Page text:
Chinese Premier Wen Jiabao delivered his last work report before handing his seat to incoming premier Li Keqiang. Ending his ten-year reign, Wen exited the public stage with three humble bows to the audience.
In his speech, Wen did not talk about political reforms, which he had championed in earlier speeches. He briefly talked about leveling the Chinese market to allow private business to compete with state-owned enterprises. He also gave slight mention of fight against corruption within the party, according to Los Angeles Times.
This year, China set an economic growth target of 7.5 percent for the coming year, which is less than 2012’s 7.8 percent. The projection is in keeping with policies to improve overall living standards and social services.
In his last work report, Wen said that the government must make “ensuring and improving people’s well-being the starting point and goal of all the government’s work, give entire priority to it, and strive to strengthen social development.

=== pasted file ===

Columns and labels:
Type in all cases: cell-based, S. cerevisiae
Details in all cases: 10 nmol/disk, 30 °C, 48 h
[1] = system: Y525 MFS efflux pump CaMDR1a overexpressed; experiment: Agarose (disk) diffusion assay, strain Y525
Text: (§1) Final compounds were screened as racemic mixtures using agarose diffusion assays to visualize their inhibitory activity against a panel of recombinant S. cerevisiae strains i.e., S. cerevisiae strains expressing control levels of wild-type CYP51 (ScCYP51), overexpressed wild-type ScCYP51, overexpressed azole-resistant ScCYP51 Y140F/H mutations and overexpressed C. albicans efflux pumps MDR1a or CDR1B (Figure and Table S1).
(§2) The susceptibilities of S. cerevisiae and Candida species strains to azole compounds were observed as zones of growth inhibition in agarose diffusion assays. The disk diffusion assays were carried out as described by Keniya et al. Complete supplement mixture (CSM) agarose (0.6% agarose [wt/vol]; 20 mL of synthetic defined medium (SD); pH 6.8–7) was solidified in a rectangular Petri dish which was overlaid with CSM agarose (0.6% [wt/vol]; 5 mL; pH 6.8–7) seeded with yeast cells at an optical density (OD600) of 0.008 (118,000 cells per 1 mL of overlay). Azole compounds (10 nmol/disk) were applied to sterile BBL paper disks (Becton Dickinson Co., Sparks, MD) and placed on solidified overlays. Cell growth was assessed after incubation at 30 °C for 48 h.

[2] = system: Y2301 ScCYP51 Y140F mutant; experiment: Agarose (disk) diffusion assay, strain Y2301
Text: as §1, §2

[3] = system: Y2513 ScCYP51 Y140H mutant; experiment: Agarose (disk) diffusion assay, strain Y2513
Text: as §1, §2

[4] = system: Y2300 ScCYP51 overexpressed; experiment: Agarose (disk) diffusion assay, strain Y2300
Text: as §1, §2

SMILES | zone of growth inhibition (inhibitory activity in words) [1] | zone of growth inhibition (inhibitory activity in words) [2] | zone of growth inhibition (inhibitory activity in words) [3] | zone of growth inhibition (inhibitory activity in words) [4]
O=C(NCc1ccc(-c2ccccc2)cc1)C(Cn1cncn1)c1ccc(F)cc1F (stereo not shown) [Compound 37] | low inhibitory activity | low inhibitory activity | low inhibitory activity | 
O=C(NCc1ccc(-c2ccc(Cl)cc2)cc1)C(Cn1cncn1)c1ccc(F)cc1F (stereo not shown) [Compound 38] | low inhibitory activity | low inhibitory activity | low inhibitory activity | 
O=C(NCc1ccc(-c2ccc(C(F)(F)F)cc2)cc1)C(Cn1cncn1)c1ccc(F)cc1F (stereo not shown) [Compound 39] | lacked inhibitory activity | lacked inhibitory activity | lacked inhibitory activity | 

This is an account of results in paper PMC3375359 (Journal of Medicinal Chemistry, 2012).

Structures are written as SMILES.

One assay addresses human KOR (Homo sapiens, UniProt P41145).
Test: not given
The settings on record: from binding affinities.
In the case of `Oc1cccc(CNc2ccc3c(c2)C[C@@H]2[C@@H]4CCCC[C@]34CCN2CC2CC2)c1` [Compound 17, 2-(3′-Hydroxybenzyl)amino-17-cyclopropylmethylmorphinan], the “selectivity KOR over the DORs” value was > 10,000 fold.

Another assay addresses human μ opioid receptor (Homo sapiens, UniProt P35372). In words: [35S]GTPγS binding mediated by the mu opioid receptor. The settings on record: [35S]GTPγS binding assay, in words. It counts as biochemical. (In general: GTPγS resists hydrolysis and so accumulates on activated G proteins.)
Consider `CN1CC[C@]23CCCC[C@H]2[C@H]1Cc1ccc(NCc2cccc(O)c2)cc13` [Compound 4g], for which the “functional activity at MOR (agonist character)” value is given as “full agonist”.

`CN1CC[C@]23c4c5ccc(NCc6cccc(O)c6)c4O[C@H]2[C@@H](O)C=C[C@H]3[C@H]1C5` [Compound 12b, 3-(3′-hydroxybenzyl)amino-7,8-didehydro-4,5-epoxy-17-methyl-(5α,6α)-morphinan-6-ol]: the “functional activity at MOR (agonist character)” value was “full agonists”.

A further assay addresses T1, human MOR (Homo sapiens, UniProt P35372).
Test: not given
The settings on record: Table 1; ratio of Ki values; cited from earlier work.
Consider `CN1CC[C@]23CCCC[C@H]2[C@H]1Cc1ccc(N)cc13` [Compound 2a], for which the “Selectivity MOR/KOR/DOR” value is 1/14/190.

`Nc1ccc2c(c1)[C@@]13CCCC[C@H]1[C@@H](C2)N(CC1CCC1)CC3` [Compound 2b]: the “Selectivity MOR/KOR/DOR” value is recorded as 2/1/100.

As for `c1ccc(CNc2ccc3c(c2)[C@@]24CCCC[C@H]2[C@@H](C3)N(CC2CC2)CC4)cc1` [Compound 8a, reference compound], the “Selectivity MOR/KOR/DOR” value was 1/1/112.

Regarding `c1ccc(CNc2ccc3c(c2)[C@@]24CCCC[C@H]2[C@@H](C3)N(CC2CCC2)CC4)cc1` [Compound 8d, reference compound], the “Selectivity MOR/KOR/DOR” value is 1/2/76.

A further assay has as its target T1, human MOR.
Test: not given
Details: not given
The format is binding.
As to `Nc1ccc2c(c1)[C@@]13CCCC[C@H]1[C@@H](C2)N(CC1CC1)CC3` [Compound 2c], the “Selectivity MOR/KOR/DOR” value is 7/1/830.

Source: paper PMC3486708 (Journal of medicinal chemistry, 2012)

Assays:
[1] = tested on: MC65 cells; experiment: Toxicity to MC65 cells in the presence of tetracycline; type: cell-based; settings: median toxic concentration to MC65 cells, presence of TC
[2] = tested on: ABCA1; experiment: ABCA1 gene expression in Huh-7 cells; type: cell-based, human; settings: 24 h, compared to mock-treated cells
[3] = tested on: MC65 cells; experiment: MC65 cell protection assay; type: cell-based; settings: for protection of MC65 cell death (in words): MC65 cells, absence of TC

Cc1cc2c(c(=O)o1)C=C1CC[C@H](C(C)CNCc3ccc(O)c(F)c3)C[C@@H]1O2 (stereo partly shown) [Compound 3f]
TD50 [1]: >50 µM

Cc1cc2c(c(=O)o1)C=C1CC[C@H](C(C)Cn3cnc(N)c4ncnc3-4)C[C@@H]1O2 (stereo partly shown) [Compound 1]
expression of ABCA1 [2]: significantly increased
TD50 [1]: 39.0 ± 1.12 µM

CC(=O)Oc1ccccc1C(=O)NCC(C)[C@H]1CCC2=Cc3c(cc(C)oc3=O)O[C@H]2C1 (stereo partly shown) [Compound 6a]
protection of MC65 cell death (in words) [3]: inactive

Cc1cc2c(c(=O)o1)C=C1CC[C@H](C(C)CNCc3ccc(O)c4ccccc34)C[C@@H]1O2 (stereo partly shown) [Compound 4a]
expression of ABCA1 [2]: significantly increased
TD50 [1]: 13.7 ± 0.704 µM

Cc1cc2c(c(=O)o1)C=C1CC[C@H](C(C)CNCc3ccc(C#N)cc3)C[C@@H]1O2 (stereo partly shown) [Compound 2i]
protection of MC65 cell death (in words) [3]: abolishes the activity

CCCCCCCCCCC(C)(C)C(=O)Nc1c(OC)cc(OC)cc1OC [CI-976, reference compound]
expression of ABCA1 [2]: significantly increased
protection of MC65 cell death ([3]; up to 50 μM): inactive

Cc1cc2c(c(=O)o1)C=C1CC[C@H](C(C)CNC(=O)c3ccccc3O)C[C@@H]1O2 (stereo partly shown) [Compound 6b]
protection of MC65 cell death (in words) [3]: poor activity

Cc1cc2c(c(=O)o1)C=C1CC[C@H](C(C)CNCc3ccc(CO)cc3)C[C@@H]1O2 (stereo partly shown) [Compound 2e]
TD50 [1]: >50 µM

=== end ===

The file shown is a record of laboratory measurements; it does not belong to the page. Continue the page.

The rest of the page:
Often referred to as “Grandpa Wen,” the 70-year-old premier had championed political structural reforms. At the conclusion of People’s Congress a year ago, he made the announcement, “Without successful political structural reform, it is impossible for us to fully institute economic reform.”
Last year, the New York Times published a report that the Chinese premier’s family controlled assets worth $2.7 billion. This report badly damaged Wen’s standing within the party, which affected his credibility.
Xi Jinping, 59, already secretary of Communist Party, will head the new party leadership by the end of the 12-day session. In his early months since becoming party secretary, he has spoken against political reforms that he blames for the collapse of the Soviet Union. Liberals were disappointed by his remarks.